Q: My research project has been declared exempt by the IRB, and I have a letter that I need to include with a grant application indicating the IRB exemption number. Can I mark "no" to the human subjects question and still include my exemption letter?
A: No. If you are conducting research that has been declared exempt, you must mark "yes" to the human subjects question on the NIH grant application package, then include UT's FWA#, the IRB exemption #, and the approval date.

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Informed Consent

Q: What do the signatures on the research informed consent document mean?

  • Subject - The subject's signature indicates that the person has voluntarily decided to participate in the study, and to the best of his/her ability, understands the meaning and requirements of the study.
  • Legally Authorized Representative (LAR) - Tennessee state law does not address the issue of clinical research participation for a subject either too young or incapacitated to make informed decisions for him/herself. Therefore, we look to policies and procedures for health care decision-making for incompetent patients for guidance. Surrogate consent is authorized in TN utilizing the "legally authorized representative" with following hierarchy: conservator, guardian, attorney in fact, spouse, adult child, parent, adult siblings, other adult relative of the patient, or any other adult who has exhibited special care and concern for the patient, who is familiar with the patient's personal values, who is reasonably available, and who is willing to serve. (NOTE: If you are conducting research in a state other than TN, you must use the surrogate consent/LAR hierarchy from that state.) UTHSC policy requires the signature of the LAR when a subject is less than 18 years old, or when the adult subject cannot make decisions for him/herself at that time. In addition, a line to document the relationship between the subject and the legally authorized representative is required on the informed consent document.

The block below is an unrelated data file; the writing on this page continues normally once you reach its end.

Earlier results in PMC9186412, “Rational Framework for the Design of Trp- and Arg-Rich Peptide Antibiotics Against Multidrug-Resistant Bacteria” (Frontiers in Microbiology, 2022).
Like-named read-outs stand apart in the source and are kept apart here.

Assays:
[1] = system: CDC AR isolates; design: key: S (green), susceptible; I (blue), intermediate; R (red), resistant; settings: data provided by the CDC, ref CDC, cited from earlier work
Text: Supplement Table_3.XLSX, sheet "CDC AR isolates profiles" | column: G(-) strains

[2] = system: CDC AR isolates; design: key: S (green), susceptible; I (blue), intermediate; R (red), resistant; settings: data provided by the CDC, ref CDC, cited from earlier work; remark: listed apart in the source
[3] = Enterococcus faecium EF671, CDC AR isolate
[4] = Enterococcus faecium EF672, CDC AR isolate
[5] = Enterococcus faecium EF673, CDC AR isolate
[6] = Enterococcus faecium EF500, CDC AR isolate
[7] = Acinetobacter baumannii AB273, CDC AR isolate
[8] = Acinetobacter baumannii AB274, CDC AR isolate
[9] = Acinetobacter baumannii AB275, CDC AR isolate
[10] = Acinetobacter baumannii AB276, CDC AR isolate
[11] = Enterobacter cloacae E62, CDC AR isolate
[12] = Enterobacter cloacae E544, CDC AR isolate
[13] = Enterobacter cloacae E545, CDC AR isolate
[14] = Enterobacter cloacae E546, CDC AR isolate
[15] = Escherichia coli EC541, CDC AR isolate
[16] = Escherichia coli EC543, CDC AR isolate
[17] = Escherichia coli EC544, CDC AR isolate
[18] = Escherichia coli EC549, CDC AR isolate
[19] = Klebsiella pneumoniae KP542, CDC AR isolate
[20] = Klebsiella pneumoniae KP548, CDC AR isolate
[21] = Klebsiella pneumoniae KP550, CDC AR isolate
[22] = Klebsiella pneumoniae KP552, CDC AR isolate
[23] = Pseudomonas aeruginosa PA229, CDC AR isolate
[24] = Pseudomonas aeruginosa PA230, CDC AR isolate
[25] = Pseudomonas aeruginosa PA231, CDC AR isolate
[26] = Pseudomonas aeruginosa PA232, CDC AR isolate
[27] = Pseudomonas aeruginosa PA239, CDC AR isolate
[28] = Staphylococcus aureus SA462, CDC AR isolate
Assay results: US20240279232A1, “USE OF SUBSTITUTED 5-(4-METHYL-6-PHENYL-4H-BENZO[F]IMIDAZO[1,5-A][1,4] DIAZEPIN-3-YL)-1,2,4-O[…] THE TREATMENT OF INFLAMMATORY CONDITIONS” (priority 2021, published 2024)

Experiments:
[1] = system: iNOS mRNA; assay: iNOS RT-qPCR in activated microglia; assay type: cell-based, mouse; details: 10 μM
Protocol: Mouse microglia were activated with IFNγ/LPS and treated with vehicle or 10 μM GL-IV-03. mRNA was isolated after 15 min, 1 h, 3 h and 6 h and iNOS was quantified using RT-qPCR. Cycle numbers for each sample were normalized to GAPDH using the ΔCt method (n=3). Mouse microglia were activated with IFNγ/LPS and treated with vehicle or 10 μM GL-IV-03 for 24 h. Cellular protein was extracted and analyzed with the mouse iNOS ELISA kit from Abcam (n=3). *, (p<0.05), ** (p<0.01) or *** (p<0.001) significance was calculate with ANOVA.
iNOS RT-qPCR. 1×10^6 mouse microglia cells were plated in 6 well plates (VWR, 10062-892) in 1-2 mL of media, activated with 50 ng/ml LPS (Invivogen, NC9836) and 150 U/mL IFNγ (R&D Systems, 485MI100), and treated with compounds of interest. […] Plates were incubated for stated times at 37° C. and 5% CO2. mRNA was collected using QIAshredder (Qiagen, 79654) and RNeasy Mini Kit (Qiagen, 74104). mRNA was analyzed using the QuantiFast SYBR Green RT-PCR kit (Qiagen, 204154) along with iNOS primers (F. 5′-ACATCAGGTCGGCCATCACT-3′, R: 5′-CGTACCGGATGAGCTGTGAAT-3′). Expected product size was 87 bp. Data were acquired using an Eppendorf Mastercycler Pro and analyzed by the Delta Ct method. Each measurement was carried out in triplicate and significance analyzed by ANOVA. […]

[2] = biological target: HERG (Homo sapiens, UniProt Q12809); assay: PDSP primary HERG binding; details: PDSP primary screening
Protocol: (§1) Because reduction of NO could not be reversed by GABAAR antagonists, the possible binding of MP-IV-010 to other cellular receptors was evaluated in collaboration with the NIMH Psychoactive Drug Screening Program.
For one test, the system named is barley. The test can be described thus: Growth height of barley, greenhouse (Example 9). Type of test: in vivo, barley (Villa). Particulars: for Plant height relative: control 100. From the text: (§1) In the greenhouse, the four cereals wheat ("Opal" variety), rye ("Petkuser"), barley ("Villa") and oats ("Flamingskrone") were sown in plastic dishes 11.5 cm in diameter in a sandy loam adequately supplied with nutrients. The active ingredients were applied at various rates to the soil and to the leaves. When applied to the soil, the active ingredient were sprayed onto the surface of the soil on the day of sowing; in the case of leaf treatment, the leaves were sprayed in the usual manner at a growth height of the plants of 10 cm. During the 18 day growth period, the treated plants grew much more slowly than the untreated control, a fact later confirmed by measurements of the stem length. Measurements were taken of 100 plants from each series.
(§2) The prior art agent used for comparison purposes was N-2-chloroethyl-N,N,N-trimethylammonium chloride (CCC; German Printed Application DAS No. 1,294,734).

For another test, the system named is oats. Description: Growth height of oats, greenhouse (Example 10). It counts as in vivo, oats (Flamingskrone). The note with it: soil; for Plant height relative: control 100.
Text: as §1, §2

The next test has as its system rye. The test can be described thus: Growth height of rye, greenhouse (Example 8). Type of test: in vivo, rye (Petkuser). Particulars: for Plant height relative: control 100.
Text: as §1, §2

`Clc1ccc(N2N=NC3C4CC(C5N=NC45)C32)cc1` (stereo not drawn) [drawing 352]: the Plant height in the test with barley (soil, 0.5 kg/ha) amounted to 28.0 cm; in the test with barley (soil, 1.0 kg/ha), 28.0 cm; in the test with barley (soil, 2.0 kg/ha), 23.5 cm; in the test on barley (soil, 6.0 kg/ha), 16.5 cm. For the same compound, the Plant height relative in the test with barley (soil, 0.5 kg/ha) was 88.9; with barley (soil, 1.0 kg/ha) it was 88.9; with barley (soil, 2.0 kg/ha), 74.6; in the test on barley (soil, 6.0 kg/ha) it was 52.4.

• Person Obtaining Consent - The signature of the person obtaining consent indicates that the study has been explained in detail including, but not limited to the contents of the informed consent, purpose of the study, visits and procedures involved, risks and benefits, alternative treatments, confidentiality, the right to withdraw from the study at any time, treatments provided, arms of the study, and randomization. The subject has had sufficient time to read the informed consent document, ask questions, and thoroughly consider their option to participate or not.
  • Principal Investigator - The signature of the principal investigator attests that, to the best of his/her knowledge, the informed consent process has been properly conducted, and that the person who conducted the informed consent interview is knowledgeable about the study and is authorized by the principal investigator to conduct the interview. UTHSC policy requires the principal investigator sign the informed consent document within 72 hours.
  • Assent - UTHSC policy requires that each child aged 8 years or older provide assent, as long as the investigator determines that the child is capable of assent by evaluating the child's level of maturity, psychological and emotional capacity, as well as the nature of the study.

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IRB Approval Expires